Flutter like a butterfly in the water


Butterflies are beautiful creatures, renowned for their variety of coloration and the way they flutter through the air.

One of the few places mankind chooses to imitate butterflies is in the swimming pool, though rarely are the arm motions applied quite as gracefully as wing movements.

Yet swimmers keep on trying to tackle the 100-yard race, some quite successfully, and coaches keep forcing swimmers into giving the event a try. Some enter by choice, some under duress.

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By consensus, the butterfly is one of the most difficult strokes to master. The freestyle is what people do when they first learn to swim. The backstroke is unusual because it is the only event that starts with the swimmer in the pool instead of diving in response to a start signal. The breaststroke rivals the butterfly as a collection of demanding moving parts.

“I love butterfly,” said Seymour senior Eduardo Zarate. “I think I just love it because it’s hard. It’s a lot of technique.”

Zarate said he became enamored with the butterfly watching the all-time greatest American swimmer Michael Phelps on TV in the 2016 Olympics, just one of the events Phelps excelled at and in which he won gold medals over the years.

Zarate is one of the most enthusiastic Owls swimmers in the event. Freshman Pedro Cerino has just begun his high school career and twice won the butterfly in his first meets with times under 1 minute.

“That’s not my specialty,” said Cerino, who said he wants to be known as an all-around good swimmer, not as one with a narrow focus.

Just last week, Cerino won the fly in a home meet against Jeffersonville. On the girls side, Maren McClure is an outstanding butterfly racer for Seymour (she won last week, too), but she is passionate about the event.

“The fly takes a lot of endurance,” McClure said. “It’s never fun to have to do it in practice. I’m used to it. I work on technique a lot.”

What may come naturally to a butterfly through its wings, takes unending practice for people with their arms and shoulders. McClure said many of her conversations with coach Dave Boggs are about how to improve technique.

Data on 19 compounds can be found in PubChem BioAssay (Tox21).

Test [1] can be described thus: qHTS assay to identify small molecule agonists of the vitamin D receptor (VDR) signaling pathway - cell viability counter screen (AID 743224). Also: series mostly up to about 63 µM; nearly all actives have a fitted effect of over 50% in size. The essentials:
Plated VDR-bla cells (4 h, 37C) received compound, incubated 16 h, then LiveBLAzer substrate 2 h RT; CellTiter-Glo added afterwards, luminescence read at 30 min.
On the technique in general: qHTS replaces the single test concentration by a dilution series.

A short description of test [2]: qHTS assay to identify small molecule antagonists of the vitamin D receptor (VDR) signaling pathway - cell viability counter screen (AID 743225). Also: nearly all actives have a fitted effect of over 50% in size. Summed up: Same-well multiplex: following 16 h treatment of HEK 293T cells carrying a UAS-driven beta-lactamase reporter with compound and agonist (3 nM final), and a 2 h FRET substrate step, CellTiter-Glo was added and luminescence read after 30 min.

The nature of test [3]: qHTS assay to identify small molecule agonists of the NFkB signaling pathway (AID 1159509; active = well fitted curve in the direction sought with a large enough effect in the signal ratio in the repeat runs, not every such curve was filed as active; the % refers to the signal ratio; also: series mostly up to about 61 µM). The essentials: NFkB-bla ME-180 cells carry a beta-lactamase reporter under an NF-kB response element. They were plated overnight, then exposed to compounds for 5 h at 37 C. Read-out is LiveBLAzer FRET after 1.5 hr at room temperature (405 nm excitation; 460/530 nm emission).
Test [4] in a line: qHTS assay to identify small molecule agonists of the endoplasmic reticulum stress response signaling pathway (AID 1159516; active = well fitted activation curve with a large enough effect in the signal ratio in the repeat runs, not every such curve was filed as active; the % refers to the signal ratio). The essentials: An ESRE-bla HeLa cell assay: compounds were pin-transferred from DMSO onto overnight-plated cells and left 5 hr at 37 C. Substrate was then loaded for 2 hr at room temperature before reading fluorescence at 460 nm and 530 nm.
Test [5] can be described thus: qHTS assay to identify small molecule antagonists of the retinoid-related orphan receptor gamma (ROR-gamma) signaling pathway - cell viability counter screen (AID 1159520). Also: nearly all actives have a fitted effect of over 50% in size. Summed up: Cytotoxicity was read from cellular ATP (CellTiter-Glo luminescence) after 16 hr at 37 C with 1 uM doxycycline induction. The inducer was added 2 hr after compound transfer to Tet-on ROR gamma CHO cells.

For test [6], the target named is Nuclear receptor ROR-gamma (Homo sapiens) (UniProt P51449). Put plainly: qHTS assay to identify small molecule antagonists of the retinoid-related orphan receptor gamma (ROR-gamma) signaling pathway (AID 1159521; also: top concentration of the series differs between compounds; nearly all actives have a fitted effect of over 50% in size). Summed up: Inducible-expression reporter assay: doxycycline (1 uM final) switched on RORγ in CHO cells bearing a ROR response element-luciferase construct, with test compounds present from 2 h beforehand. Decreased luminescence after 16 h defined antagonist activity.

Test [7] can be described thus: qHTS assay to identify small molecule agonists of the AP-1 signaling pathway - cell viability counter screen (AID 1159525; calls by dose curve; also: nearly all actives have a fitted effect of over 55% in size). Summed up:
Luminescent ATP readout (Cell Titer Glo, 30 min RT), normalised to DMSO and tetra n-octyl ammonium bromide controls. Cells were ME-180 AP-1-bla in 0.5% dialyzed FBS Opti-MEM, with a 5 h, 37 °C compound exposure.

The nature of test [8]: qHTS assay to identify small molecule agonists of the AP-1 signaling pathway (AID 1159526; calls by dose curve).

Boggs said he is always on the prowl for someone to emerge from the pack on the team to take over the butterfly and the other so-called “off” strokes of breaststroke and backstroke.

The sum parts of a team in a meet stem from how the entrants are deployed to take best advantage of their strengths. Each competitor may have a special focus, whether it is freestyle sprints, longer distance sprints or those other strokes.

However, at least once a season, and sometimes more often, Boggs will ask swimmers to race in events that highlight other strokes. He watches carefully and might spot what he thinks is potential in a swimmer who doesn’t even sense it in himself or herself.

“That’s why we swim all the events,” Boggs said. “We can find a surprise here and there every year. We always stress technique. It’s like all sports.”

Senior August Hunt is pretty much a backstroke aficionado but was thrust into the butterfly at the girls sectional last year.

“Butterfly is really challenging,” Hunt said. “It’s rewarding after you get out (of the pool).”

One wild card butterfly racer for the boys — in the evolutionary larva stage, so to speak — is sophomore Grant Smith. Boggs checked out his long arms and wingspan and thought “He might be the guy.”

Smith was thrown into the butterfly in the Jeffersonville meet, and indeed, his swim was notable for its wide wingspan. The results were nothing special, but he came in with a limited history in the fly.

“I hadn’t really practiced it until yesterday,” he said. “Coach said I should do it because of how long my arms are.”

There definitely will be more butterfly in Smith’s future even if his heart does not seem to be in it yet. He sees himself more as a breaststroker, another stroke low on the popularity list. He is optimistic about how things will turn out in the fly, though.

“It will get better through the season,” Smith said.

Perhaps in the end, Smith will become as proficient at the fly as Muhammad Ali, who was able to float like a butterfly and sting like a bee in the boxing ring.

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